Low Interest Rate Credit Cards

Low Interest credit cards offer 0% introductory APRs, low introductory APRs, or low fixed rate APRs.

Chase Freedom Unlimited®

Credit Recommended (660-850):
Apply Now
Chase Freedom Unlimited®
Editor’s Rating: 4.7
Apply Now on Chase secure website.
Credit Recommended (660-850):
Intro (Purchases)
0% Intro APR on Purchases 15 months
Intro Rewards Bonus
$200 bonus
Annual Fee
Apply Now on Chase secure website.
Intro (Transfers)
Regular APR
14.99% - 23.74% Variable
Credit Recommended


  • Earn a $200 Bonus after you spend $500 on purchases in your first 3 months from account opening.
  • Earn 5% cash back on grocery store purchases (not including Target® or Walmart® purchases) on up to $12,000 spent in the first year.
  • Earn unlimited 1.5% cash back on all other purchases.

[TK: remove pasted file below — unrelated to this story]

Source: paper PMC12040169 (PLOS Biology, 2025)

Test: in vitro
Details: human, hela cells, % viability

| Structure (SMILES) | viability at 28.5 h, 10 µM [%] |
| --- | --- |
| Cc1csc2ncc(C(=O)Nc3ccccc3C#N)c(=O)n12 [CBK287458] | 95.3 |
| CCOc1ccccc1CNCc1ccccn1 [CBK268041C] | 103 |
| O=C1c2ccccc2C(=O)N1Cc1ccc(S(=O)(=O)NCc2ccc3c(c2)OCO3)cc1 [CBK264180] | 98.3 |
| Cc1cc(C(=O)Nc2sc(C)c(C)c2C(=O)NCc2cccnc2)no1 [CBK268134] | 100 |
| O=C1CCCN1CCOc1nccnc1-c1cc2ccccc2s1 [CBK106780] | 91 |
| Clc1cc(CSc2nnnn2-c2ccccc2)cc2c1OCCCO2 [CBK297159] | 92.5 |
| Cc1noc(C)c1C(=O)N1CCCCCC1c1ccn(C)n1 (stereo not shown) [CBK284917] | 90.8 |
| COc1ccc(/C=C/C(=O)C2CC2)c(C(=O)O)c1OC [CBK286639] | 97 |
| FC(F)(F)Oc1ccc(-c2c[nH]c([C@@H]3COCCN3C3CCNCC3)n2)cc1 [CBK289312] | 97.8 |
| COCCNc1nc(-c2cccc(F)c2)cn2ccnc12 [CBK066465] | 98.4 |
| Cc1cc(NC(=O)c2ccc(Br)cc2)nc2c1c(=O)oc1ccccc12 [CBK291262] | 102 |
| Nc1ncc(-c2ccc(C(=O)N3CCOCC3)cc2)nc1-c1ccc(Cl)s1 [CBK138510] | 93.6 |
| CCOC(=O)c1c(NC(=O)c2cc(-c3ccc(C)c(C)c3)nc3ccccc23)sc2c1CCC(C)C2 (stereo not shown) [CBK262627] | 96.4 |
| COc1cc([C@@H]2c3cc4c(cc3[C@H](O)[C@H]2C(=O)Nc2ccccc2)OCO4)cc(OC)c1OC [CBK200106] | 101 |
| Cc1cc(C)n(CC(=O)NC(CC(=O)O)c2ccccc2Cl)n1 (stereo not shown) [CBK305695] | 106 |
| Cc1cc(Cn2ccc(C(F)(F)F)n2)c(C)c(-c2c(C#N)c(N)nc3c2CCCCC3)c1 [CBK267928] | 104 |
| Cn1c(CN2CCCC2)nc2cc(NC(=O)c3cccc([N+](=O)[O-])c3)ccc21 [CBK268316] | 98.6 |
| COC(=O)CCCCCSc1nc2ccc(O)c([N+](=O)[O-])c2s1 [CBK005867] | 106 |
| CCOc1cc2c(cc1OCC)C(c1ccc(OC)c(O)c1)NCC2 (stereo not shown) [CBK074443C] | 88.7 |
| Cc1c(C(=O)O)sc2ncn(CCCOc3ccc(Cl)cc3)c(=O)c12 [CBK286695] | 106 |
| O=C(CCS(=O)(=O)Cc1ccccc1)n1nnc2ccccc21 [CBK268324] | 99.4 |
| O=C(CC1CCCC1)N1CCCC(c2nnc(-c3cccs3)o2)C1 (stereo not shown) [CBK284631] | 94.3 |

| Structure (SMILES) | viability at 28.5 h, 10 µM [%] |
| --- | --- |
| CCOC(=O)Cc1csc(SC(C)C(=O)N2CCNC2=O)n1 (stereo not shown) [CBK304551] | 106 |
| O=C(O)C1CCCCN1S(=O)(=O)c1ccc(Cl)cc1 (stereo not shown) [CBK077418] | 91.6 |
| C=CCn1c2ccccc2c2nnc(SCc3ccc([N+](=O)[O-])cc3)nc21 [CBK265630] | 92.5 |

• 0% Intro APR for 15 months from account opening on purchases, then a variable APR of 14.99 - 23.74%.
  • No annual fee.
  • No minimum to redeem for cash back.
  • Cash Back rewards do not expire as long as your account is open.
See additional details for Chase Freedom Unlimited®

Jasper Mastercard®

Credit Recommended:
Excellent, Good, Limited
Apply Now on Jasper secure website. See if you may qualify
Credit Recommended:
Excellent, Good, Limited
Annual Fee
Credit Line
Up to $5,000
Regular APR
15.49% (variable)
Apply Now on Jasper secure website. See if you may qualify
Cash Advance APR
24.99% (variable)
Late Payment Fee
Up to $27.00
Return Check Fee
Up to $27.00


  • Up to a $5k credit limit
  • All the benefits of a premium Mastercard®
  • High credit limits, low interest rates
  • No annual fee*, no security deposit
  • No credit history required to apply if you don’t already have one